Rep. Steve King, a Republican representative from Iowa, has it all figured out - life, that is. It's simple, he says, according to Lynda Waddington writing on the Iowa Independent. Each one of us has the right to life from the moment of conception and we have that right until natural death. Done and done.
Well, okay. It's simple if you don't take into account anything else but King's unwavering commitment to his own religion, tended to within his cultural and social boundaries.
In this interview with CNS.com (the conservative news site with a decidedly religious extremist perspective), Rep. Steve King expounds on how to "never lose a debate" when it comes to abortion.
1. This is about God and Jesus, women. All women, regardless of religion, creed, culture, ethnicity, economic or personal circumstances or moral beliefs must abide by Rep. King's personal, religious stance on abortion. Since according to King his religion teaches that, "Jesus got the right to life when God conceived him in the womb of Mary" then all of us ladies should just stand aside and when we're impregnated by what I can only assume would be "mystical means" we should continue our pregnancy no matter what? Does this pre-suppose that the males in this situation are equivalent to God? Or only that a man can get us pregnant (i.e. "conceive a baby in our womb") but it's up to us to carry that pregnancy to term no matter what?
I suppose if a woman is Muslim, Buddhist, Jewish, Sikh, or Atheist, it's irrelevant to Rep. King. He, as a Christian man, has the right to determine the legality of abortion access for all. Never mind that there are actually many women within the Catholic Church who do not believe as King does.
2. It's easy, kids. Repeat after me - There is no woman in this scenario. Abortion is about me and my own personal belief system which we will now repeat. Remember, abortion is not about the lives and health of our daughters, mothers, sisters, and friends. It's about you and me. Rep. King says he "often goes into a high school auditorium" or into kindergarten through 12th grade levels to talk to the students about abortion. He pointedly asks them, "Where do you stand on the abortion issue?" Bear in mind, he's not teaching them how to think critically or to ponder important questions but to answer then and there "where they stand" on the abortion issue. He doesn't provide any authentic context for the discussion or refer, presumably, to the where and with whom this is all taking place - namely, that abortion is a private, personal decision that a woman makes - on her own, with her family, or with a health care provider. The woman does not, in any way, seem to play a role in any of Rep. King's thinking. Does he expect they know what abortion is? Does he talk about unintended pregnancy? Or does he prefer that, in fact, they have as little information as possible about what abortion is and isn't? Rep. King doesn't seem to care much. His goal is to have the young students ask and answer only two questions of themselves right then and there - two questions of his own creation and then - Presto! You've got my answer your answer!, says King.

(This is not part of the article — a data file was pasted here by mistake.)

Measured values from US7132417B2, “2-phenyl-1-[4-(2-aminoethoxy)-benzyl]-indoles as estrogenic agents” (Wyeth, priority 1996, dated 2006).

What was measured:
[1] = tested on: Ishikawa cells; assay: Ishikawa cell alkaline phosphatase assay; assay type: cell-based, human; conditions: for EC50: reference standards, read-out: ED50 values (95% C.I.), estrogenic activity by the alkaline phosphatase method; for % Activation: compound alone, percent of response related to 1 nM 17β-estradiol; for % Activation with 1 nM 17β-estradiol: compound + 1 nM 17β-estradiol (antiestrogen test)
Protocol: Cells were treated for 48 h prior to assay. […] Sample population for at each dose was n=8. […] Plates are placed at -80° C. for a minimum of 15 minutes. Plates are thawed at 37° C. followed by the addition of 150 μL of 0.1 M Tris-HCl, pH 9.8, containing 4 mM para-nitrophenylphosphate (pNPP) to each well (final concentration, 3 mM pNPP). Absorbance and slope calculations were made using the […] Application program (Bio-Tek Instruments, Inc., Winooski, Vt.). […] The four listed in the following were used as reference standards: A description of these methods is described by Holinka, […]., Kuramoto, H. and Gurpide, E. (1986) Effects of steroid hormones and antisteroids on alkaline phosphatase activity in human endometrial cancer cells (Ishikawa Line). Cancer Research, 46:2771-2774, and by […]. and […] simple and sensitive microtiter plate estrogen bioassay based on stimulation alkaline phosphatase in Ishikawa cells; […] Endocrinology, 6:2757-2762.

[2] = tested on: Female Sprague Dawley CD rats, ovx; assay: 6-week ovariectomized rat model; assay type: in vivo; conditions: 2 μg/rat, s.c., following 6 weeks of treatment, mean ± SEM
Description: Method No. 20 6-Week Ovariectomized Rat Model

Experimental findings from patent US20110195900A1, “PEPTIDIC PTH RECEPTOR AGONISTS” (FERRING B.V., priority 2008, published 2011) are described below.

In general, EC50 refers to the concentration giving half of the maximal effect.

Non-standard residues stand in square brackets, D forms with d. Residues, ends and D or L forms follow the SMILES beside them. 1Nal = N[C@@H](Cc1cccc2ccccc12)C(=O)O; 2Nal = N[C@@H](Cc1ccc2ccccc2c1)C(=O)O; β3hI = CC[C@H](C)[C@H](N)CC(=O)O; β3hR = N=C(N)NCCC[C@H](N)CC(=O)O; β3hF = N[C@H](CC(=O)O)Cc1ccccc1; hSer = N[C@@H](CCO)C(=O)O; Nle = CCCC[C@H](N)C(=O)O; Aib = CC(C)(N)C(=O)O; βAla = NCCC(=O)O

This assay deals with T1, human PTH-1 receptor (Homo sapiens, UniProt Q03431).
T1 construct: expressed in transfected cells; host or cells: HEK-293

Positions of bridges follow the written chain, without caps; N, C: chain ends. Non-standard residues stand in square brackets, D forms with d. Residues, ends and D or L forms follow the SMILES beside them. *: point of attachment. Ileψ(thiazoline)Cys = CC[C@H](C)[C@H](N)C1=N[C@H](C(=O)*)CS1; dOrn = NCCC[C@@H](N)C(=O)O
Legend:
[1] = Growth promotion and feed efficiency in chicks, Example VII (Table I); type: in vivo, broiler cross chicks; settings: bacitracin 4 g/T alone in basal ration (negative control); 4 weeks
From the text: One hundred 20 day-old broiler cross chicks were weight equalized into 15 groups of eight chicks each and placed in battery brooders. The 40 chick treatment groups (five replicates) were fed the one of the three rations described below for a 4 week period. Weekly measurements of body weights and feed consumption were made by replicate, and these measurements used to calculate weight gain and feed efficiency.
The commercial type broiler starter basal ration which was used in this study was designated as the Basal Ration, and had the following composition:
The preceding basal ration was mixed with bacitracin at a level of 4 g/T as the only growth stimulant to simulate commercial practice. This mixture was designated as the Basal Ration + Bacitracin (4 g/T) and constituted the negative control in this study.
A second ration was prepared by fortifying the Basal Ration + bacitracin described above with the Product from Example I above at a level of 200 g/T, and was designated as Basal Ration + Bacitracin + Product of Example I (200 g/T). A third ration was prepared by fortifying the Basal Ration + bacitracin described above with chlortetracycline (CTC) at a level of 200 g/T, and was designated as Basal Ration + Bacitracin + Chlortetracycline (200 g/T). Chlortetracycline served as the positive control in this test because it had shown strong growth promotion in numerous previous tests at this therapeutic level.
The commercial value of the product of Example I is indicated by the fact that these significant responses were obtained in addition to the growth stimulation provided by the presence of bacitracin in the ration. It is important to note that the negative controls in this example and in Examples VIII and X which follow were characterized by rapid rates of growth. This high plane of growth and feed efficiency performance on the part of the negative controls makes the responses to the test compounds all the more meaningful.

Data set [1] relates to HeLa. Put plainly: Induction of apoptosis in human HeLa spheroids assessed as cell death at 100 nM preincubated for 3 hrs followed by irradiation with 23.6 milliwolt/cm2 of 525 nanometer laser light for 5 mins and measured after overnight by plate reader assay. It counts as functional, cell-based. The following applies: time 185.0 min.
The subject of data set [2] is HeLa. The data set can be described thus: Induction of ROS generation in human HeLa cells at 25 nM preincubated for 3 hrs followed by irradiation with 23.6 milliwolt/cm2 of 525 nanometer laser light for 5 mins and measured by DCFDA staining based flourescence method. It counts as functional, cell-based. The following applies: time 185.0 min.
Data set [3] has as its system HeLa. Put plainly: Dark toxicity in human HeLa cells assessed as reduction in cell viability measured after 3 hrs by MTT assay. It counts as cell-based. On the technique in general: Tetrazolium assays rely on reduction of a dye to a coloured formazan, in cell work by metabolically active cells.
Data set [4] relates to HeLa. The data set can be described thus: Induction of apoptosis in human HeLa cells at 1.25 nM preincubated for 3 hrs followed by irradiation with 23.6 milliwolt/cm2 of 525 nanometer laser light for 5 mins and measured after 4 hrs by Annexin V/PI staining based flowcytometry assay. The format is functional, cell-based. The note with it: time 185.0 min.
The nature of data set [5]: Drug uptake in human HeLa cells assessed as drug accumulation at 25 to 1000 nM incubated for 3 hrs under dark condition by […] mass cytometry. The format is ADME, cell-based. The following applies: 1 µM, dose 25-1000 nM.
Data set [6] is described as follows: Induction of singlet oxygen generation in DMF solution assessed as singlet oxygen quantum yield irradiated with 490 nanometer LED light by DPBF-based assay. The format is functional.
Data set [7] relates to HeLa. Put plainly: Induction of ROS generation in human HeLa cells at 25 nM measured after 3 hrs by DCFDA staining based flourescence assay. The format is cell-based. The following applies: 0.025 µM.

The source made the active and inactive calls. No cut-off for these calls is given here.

3. Life is sacred - except when it comes to you girls. Rep. King says he asks the young students to ask and answer two questions. Do you believe life is sacred in all of its forms? And then he asks them to turn to their fellow students on the right and left of them and ask if those folks' lives are sacred. If so, he says, ask yourself - Do you believe your life is sacred? and then: When did your own life begin? King is clear, "If there is a universal agreement that their lives are sacred...then you have to pick an instant - one instant, the moment of conception." It's an awe-inspiring moment. Rep. King is clearly clueless as to the absolute callousness in his own reasoning. He is forcing the idea that if we believe the lives of those of us around us are "sacred" then we would not ever, under any circumstances conceive of being able to end a potential life.
But is King really that blind to the fact that some of those young people are young girls who will become pregnant? Are their lives not sacred as well? And will some of those young people - young female students - not experience a pregnancy which may threaten their health or lives? Are their lives not sacred, Rep. King? And is it possible that some of those young women whose lives Rep. King seems to brush off will become pregnant through the horror of rape? Apparently, lives are most sacred to Rep. King only if they are male or if they are still dependent upon a woman's body to survive.
Are these young women's lives not sacred, Rep. King? Or are females only sacred until they are able to conceive?
It was only a week or so ago that the Roman Catholic Diocese, in Phoenix. AZ, stripped a hospital of its Catholic affiliation because surgeons saved the (sacred?) life of a mother of four by performing an emergency abortion. Rep. King and the Roman Catholic Bishop, Thomas Olmstead, are in agreement it seems. Her life was not sacred enough.
Watch for yourself...